With winter season at its peak the air pollution levels across north India have risen to alarming levels. In Capital city of Delhi even the courts have failed to get the authorities to check the menace of air pollution and the condition has hardly improved since the past many years now.
Like Delhi and other north Indian regions, the summer capital Srinagar too has been ignoring the air pollution levels and even the mechanisms to prevent it. Air pollution levels in Jammu and Kashmir have always been a point of debate. While there has been no mechanism put in place to check the air pollution levels in the twin cities of Jammu and Srinagar, the World Health Organisation (WHO) had listed Srinagar as one of the ten most polluted cities of the world in 2018.
In absence of real-time air quality data, there is ambiguity about the levels of pollutants in the air in Srinagar and Jammu. Though the Pollution Control Board (PCB) dismissed the WHO claim, the fact remains that air pollution is a serious issue in JK.
Though this year the lockdown due to coronavirus pandemic led to improvement in air quality but soon after the lockdown was eased and public transport put off the roads for almost seven months, the use of private transport increased manifold which again increased the air pollution levels.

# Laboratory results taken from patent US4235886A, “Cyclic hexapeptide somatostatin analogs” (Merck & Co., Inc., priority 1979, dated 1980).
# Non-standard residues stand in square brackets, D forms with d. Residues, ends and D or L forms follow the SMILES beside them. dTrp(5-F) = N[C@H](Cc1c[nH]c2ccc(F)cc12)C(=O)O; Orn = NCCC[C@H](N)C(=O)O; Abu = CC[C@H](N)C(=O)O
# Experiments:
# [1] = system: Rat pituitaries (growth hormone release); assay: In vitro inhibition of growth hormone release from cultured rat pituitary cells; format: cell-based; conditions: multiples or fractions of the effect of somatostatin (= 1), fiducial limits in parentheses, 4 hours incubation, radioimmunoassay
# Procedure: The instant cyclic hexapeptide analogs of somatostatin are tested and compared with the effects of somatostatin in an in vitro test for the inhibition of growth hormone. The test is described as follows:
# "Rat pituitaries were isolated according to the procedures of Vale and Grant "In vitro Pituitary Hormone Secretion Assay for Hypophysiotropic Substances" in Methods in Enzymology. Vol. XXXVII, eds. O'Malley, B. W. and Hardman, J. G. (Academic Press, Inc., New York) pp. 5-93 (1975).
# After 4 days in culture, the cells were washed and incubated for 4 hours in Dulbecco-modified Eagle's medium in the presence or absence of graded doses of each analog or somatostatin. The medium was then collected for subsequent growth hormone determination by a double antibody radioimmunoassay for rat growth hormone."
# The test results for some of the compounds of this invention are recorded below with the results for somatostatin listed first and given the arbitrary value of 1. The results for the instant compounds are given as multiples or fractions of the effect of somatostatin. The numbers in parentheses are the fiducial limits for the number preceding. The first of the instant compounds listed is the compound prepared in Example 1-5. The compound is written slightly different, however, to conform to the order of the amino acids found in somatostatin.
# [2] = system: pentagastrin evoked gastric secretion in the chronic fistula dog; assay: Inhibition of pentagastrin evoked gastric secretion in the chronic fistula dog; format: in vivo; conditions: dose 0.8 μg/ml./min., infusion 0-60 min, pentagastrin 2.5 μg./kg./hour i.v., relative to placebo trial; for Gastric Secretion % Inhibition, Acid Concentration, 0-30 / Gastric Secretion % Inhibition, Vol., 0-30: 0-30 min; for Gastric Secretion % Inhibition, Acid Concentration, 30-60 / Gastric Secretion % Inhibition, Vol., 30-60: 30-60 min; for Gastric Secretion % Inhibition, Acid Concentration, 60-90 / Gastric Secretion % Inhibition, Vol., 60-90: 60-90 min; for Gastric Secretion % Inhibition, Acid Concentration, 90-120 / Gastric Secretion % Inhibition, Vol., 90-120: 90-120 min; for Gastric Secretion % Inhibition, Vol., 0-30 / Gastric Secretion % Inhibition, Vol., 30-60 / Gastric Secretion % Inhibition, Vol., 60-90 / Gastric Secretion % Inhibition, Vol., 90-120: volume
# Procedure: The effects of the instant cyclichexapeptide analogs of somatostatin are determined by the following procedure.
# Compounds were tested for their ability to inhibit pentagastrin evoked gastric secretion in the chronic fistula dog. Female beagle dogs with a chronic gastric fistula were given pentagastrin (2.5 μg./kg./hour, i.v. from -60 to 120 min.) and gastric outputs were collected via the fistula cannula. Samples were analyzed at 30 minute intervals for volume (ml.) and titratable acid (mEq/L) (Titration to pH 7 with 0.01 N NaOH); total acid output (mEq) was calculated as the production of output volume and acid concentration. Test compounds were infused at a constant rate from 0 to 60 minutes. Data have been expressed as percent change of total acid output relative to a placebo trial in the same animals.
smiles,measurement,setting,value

Jammu and Kashmir has over the past two decades failed to take strict measures for protecting the environment by preventing and controlling pollution by effective law enforcement and best environmental management practices.
Though the PCB under Ease of Doing Business has switched over to Online Consent Management & Monitoring System (OCMMS) since August 2017 for transparency and speedy disposal of consent cases but the fact remains that no mechanism has been put in place to check air quality levels in the UT.
Though the PCB had announced that it would install a high-end air quality monitoring system in Jammu and Srinagar to provide real-time assessment of ambient air quality in the twin capital cities. But, no such measure is being followed.
The proposed Continuous Ambient Air Quality Monitoring System (CAAQMS), estimated to cost around Rs 3.54 crore for one station, can provide round-the-clock data on presence of pollutants in the air.
Ironically, a report published in Lancet, a leading medical journal, puts J&K among top four Indian states in terms of respiratory diseases, attributing it majorly to air pollution and smoking.
As winter is already at its peak chest ailments are witnessing a rise as patients with respiratory diseases have been getting uncomfortable. While doctors suspect deteriorating air quality in Kashmir as a major cause, lack of real-time ambient air quality monitoring leaves little choice for the researchers to call for some short and long term measures to bring in some relief on the pollution front.